Goldenseal Pro- Mac OS Versions (Nov 30)

For the past two years we have been building Goldenseal Pro on Macs running OS 10.11 (El Capitan). Occasionally we test it on newer OS versions.

A few weeks ago we began to update the actual build computers. That means using newer versions of Xcode (Apple’s software-development app), running on the matching, newer OS. The app also uses newer versions of the SDK (Software Developer’s Kit).

To create Goldenseal Pro, Xcode starts with our source code (about 2500 C++ and Objective-C files). It converts the text into machine language, then adds Apple’s code from the SDK. It then links everything together to make the final app. Altogether, it’s a complicated process. Luckily, once it’s set up we can just change text, then hit the Run command. During productive programming, that happens 50 or 100 times per day.

Apple moves fast. Since 2012, they have released a new OS and SDK every September +/-. Each new release adds a few features, and fixes some old bugs. Unfortunately, new versions also remove a few old/deprecated features, and add new bugs.

Along with the OS, Xcode also evolves. Sometimes the interface that we see changes, as does the compiler which translates source code to machine language. Sometimes bug fixes, sometimes new bugs.

With all the changes in basic frameworks and tools, it’s not surprising to discover problems when we update the build OS.

At present, Goldenseal Pro does well when built with OS 10.12 (Sierra). The main window display has a few cosmetic glitches, but those are caused by layout errors that we are fixing now. Sierra is more fussy, but that’s a good thing.

We also can build with OS 10.13 (High Sierra). Most things work, but the app crashes after switching tabs in the main window. Lots of things break Cocoa, so it’s possible that fixing the minor display issues will also fix the crashes. We’ll see about that soon.

OS 10.14 (Mojave) uses a new file system that isn’t visible to OS 10.12 or earlier. To use it conveniently will require more new hardware. The new Mac Minis are not very attractive for the price, so we are considering options. Besides cash, it’s a matter of desk and shelf space, and what we use for daily business. I personally still like OS 10.8 (Mountain Lion) better than all. It’s the last version that allows files with color bars. Upgrading will be a downgrade for my own personal file management.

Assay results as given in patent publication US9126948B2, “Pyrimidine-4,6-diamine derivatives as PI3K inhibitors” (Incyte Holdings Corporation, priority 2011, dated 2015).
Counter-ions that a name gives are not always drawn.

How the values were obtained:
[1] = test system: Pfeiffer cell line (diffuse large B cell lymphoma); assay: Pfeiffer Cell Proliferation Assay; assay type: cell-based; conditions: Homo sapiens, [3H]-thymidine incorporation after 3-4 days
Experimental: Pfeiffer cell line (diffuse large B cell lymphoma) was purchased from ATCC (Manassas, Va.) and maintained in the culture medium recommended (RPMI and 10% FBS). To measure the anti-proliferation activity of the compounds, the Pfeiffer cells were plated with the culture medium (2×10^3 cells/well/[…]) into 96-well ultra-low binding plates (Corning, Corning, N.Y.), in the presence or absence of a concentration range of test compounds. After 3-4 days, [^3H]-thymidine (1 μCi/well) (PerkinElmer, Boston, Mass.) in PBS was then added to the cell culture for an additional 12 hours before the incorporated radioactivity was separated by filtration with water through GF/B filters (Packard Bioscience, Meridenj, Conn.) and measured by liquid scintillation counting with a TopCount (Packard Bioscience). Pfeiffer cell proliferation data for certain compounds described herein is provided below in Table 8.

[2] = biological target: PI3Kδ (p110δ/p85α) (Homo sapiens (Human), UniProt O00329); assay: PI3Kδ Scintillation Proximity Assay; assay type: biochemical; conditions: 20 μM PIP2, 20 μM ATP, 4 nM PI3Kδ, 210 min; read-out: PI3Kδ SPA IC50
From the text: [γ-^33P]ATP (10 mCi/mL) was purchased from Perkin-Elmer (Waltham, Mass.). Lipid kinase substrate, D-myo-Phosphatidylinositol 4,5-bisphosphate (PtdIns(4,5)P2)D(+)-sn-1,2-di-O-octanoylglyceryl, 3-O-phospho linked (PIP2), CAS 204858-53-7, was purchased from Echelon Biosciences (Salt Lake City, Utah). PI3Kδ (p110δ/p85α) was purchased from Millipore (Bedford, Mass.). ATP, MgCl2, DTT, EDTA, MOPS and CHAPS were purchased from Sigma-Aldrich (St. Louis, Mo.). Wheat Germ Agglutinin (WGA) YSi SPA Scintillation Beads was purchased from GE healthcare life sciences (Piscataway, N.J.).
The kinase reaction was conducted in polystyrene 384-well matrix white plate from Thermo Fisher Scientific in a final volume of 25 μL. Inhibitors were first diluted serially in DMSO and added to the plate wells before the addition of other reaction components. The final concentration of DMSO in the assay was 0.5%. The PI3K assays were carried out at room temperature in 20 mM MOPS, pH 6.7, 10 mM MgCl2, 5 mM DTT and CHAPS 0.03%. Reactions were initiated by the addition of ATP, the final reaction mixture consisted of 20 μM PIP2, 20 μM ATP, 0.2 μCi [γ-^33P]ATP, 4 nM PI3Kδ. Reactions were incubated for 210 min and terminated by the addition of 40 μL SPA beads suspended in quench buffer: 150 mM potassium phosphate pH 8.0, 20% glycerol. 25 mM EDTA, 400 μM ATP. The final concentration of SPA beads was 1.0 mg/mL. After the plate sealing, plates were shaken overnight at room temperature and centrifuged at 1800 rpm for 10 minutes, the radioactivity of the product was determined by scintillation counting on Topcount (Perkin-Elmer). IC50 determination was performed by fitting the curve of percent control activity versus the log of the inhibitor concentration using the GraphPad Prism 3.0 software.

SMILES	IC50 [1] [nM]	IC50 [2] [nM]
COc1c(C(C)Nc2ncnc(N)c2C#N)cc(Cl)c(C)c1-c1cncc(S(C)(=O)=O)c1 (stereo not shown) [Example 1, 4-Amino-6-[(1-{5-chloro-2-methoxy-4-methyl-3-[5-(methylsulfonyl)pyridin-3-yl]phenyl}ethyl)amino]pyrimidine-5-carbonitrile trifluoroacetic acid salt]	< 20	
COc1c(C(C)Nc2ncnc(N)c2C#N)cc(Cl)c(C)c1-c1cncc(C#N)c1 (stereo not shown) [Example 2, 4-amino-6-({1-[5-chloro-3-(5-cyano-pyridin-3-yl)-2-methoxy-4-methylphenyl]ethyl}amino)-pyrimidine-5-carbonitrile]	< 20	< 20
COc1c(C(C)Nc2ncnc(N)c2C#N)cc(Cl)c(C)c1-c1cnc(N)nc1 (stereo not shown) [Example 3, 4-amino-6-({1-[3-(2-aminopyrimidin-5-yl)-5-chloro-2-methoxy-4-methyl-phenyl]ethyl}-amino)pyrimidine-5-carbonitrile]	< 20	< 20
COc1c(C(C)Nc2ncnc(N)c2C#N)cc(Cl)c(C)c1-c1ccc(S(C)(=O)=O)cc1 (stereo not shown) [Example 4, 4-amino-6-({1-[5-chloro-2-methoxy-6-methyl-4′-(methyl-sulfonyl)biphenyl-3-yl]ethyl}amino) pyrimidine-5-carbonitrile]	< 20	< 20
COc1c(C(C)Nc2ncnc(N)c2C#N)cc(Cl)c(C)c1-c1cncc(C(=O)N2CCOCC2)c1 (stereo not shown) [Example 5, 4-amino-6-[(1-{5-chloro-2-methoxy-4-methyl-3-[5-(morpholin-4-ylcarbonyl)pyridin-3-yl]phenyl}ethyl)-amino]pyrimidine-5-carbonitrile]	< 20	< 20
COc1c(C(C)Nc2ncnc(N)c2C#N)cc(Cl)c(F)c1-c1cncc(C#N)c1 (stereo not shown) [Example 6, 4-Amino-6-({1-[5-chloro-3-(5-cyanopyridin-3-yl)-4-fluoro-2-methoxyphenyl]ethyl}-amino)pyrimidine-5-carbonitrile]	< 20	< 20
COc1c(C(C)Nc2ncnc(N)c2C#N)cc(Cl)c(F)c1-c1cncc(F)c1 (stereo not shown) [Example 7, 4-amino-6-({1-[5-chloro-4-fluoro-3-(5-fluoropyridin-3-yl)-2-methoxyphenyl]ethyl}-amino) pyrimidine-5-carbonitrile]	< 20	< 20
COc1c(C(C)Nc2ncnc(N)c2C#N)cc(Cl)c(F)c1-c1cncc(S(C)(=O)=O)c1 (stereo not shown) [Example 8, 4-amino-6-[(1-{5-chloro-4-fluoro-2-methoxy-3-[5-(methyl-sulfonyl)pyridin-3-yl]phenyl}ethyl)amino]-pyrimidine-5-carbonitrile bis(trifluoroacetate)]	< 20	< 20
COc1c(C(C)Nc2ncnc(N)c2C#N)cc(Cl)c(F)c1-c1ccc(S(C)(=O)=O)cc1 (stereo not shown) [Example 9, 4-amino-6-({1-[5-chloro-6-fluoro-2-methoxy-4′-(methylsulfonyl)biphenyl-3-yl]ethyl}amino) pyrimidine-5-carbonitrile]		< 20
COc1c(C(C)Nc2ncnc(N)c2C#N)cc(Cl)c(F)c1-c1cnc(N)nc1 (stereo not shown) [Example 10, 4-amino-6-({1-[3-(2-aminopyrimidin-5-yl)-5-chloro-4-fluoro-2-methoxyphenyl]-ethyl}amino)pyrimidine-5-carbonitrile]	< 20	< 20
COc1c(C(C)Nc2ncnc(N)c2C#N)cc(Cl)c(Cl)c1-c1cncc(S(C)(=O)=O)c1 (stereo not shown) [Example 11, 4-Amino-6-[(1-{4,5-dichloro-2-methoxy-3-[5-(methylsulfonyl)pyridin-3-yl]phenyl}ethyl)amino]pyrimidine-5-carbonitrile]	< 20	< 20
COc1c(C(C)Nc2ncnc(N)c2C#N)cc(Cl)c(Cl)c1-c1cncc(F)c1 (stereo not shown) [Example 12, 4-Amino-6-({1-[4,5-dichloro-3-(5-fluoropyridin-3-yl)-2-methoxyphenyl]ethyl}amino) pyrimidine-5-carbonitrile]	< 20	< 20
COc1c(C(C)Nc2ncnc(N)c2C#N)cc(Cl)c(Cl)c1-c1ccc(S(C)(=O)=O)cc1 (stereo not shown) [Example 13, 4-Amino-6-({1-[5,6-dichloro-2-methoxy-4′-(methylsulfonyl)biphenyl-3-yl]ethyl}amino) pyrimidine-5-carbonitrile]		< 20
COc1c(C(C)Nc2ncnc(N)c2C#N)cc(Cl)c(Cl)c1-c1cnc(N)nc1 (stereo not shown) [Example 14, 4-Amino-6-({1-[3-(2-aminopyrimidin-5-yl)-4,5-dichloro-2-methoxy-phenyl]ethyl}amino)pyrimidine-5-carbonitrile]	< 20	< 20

Before TurtleSoft ships Goldenseal Pro, we need to make a decision about which SDK to use for the final release. It limits which computers can run the app.

Right now, it looks like the best option will be to require either 10.12 (Sierra) or 10.13 (High Sierra).  Hearing from users will help. Mac OS version updates are free, but at some point they require a hardware update. There’s no way Goldenseal Pro can run on OS 10.8, but 10.11 is doable.  Maybe 10.10.  Even if we use an older SDK, it’s still good that we are building on newer OS versions now. It helps catch bugs, and ensures that Goldenseal Pro will migrate easily to future updates.

A couple weeks ago we were making good progress on breakdown tables. Since then, most days have been consumed by installations and testing. Fortunately, final setup is growing near. It will be nice to get back to regular programming again. Making code do tricks is much more fun than downloads and settings for the 6th or 7th time.

From here on out. TurtleSoft will run entirely on SSDs instead of hard drives. They are zippy.

Dennis Kolva
Programming Director

Goldenseal Pro Progress: NSDrawer -> NSPanel (Nov 16)

We started interface work on Goldenseal Pro for Mac a bit over two years ago. During the first couple months we learned Apple’s Cocoa framework, and checked their sample projects to see how best to design the windows.

One sample project was called Drawer Madness. It had a main window, with smaller windows popping out from the sides. It was implemented with a Cocoa class called NSDrawer. Getting drawers to work only took about 10 lines of code. It seemed an excellent way to display breakdown tables, so that’s how we programmed them.

Right about then, Apple decided to deprecate the NSDrawer class.  Deprecation means they won’t provide any further support or improvements, and plan to remove it completely some day. Sigh.